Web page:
Used as drive air and process air in industry, compressed air is a multi-talent medium: it is easy to handle, available in large amounts and suitable for a wide range of applications, including cooling and drying tasks. Its only disadvantage is the amount of energy required to compress it. To counter this problem, the Chemnitz-based Steinbeis Innovation Center for Drive and Handling Technology in Mechanical Engineering in cooperation with the mid-sized company Drucklufttechnik Chemnitz and the chair for Technical Thermodynamics at Chemnitz University of Technology developed a technology to accumulate exhaust process air temporally and technologically decoupled to reuse for secondary purposes. The project was supported by the German Federation of Industrial Research Associations and the German Central Innovation Program for SMEs.
Based on examples, the Steinbeis team analyzed the use of compressed air in the cooling process of extrusion blow-molding machines. They determined that compressed air was used at pressures between 5.5 and 9.4 bar, with standard volumetric flows ranging from 53.4 to 550 l/min. Different operating conditions each showed nearly constant pressure levels and volumetric flow rates; in all cases, the compressed air used for blow-mold cooling was regulated via exhaust throttling. For using the compressed air application in the conventional way, the team had to control the exhaust parameters via the compressed air reuse system and ensure they stayed in the ranges determined. Combining a novel accumulator concept with a technology for connecting the accumulator system to compressed air applications ensured this requirement was met. In order to capture exhaust air at constant pressure without affecting the volumetric flow, an accumulator with a variable volume is needed. The accumulator system developed by the Steinbeis team thus uses a bladder accumulator, common in hydraulics, together with an adjustable pressure-limiting valve.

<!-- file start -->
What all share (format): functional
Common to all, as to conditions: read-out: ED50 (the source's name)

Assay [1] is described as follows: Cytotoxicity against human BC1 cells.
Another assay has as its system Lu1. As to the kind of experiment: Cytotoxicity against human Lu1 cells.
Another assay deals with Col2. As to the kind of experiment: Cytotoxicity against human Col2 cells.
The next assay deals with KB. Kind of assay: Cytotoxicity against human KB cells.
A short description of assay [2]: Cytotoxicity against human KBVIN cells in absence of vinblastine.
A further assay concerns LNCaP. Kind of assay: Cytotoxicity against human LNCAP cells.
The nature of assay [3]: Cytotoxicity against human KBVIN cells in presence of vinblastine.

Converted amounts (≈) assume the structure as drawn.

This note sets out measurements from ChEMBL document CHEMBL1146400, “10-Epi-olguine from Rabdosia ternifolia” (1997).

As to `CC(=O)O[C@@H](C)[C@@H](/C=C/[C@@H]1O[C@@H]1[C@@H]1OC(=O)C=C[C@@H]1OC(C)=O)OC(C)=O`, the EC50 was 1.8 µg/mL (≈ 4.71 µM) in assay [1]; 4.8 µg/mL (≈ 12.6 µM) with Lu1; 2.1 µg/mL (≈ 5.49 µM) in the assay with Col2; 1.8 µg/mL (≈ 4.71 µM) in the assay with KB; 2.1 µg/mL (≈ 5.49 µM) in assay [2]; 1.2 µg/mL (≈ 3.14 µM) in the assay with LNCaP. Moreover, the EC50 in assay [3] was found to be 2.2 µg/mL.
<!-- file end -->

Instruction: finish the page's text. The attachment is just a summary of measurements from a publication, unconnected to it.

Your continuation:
In its initial state, this bladder is completely filled with water. As soon as the exhaust air flows into the accumulator, the water is forced out of the bladder by the pressure limiting valve. The exhaust pressure is thus the same as the switching pressure of the pressure limiting valve, which can therefore be used to control it. A throttle valve in the exhaust duct regulates the exhaust volumetric flow following standard procedures; however, due to the accumulator pressure, there is almost no loss in pressure via the valve, and the volumetric flow can now be primarily controlled via the flow area. The compressed air thus retains its potential of energy. In order to meet the required parameters to reuse the compressed air, a pressure reduction valve ensures the air is extracted at a constant, adjustable pressure.